Guided by Ken Behrens. This was a set-departure tour.
This tour of Ethiopia racked up 515 species of birds and 43 mammals in just 17 days of birding. As usual, this haul included virtually all of the Ethiopian and Abyssinian (shared with Eritrea) endemics. Among these, highlights included hefty Blue-winged Goose, elusive Harwood’s Francolin, dapper Spot-breasted Lapwing, stunning White-cheeked and Prince Ruspoli’s Turacos, diminutive Abyssinian Woodpecker, Black-winged Lovebird, Yellow-fronted Parrot, extremely rare Sidamo Lark, nutcracker-like Stresemann’s Bush-Crow, White-tailed Swallow, and melodious songster Abyssinian Catbird. On the mammal front, we saw wonderful endemics like Gelada Baboon, Mountain Nyala, and Abyssinian Wolf.
But endemics are only part of the picture in Ethiopia. It also offers excellent general African birding, from abundant Palearctic migrants, to Afromontane forest species, to teeming Rift Valley wetlands, to Somali-Masai biome birds in the dry lowlands. Non-endemic prizes included Vulturine Guineafowl, Clapperton’s Francolin, Secretary-bird, Lammergeier, massive monkey-eating Crowned Hawk-Eagle, Arabian and Hartlaub’s Bustards, Black Crowned-Crane, 3 species of sandgrouse, rare White-winged Collared-Dove, massive Cape Eagle-Owl, African Long-eared Owl, Donaldson-Smith’s and Star-spotted Nightjars, Half-collared Kingfisher, Silvery-cheeked Hornbill (by the dozens), Double-toothed Barbet, Scaly-throated Honeyguide, Pygmy Falcon, Pringle’s Puffback, Red-naped Bushshrike, African Spotted-Creeper, extremely local Boran Cisticola, Yellow-vented Eremomela, Black Scrub-Robin, Abyssinian Ground-Thrush, and Nile Valley Sunbird.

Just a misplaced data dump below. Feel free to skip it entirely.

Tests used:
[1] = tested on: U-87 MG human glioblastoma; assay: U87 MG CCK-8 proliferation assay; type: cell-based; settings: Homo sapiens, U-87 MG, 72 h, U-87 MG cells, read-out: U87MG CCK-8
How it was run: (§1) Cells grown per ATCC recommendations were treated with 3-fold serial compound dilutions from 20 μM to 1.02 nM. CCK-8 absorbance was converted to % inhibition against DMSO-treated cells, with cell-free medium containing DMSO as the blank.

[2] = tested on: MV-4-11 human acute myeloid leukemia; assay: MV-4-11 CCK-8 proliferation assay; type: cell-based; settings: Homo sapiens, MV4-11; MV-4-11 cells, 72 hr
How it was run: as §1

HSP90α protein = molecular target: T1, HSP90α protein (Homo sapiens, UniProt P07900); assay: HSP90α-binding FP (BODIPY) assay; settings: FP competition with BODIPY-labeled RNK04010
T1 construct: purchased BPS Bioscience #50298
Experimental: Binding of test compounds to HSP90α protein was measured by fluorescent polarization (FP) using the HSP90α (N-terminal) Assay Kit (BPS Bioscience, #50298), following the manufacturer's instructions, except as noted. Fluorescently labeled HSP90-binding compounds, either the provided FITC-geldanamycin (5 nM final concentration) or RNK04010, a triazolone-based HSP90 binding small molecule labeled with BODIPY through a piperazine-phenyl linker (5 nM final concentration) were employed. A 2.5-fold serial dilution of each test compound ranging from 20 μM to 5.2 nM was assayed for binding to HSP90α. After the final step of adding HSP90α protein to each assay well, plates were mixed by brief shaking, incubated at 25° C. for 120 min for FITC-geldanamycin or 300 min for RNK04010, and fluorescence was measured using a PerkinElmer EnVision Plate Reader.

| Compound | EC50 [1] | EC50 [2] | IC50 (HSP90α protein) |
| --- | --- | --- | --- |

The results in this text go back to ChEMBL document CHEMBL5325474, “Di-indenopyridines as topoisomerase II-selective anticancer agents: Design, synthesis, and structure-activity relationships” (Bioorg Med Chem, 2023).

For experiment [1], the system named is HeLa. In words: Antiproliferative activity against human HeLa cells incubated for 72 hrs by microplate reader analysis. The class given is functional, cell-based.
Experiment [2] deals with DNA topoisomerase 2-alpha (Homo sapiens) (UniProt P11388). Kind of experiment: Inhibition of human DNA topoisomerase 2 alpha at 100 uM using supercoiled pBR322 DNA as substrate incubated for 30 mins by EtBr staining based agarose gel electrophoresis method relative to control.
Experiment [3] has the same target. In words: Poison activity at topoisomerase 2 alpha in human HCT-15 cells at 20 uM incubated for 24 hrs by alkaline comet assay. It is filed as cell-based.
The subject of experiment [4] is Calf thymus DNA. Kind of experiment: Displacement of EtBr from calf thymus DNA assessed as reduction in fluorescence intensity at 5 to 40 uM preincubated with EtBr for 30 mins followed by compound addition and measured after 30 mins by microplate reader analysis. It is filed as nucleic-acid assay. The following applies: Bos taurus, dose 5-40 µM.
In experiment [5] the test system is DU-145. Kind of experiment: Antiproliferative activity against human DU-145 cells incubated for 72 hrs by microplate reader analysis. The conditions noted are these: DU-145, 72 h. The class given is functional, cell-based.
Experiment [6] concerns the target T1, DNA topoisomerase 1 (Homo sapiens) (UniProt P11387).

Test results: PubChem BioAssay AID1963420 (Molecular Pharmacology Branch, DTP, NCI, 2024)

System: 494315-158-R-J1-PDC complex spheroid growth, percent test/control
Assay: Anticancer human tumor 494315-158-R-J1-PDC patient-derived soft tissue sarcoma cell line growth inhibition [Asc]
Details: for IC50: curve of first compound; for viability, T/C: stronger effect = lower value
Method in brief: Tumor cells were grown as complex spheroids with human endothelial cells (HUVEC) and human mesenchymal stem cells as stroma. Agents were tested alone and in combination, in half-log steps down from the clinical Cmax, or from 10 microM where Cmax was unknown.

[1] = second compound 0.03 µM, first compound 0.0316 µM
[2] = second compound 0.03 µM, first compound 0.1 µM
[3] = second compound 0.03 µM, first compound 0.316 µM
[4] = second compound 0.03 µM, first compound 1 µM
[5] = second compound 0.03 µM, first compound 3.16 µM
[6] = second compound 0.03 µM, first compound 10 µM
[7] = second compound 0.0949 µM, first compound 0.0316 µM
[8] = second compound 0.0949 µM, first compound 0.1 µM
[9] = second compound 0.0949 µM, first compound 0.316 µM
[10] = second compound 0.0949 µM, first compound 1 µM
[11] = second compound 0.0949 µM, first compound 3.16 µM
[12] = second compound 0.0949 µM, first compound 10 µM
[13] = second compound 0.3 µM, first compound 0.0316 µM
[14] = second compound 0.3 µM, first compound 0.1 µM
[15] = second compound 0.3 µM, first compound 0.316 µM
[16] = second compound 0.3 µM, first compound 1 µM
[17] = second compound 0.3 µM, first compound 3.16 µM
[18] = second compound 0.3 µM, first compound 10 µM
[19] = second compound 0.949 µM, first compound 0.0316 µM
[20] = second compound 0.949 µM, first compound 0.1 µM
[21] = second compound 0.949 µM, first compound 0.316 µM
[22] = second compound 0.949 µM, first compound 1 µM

Finally, it must be said that birds are only a part of the pleasure in travelling in Ethiopia. It is a spectacularly beautiful mountainous country, and many parts of it seem frozen in time and much as they were in the middle ages. Ethiopian cuisine is delicious, and most people find dining an unexpected pleasure in a country that is internationally stereotyped as a land of starvation! Doro wot, tibs, and “fasting food” usually rank among the favorites of visitors. The accommodation in Ethiopia has a bad reputation, but is actually quite decent now, after making huge strides in recent years.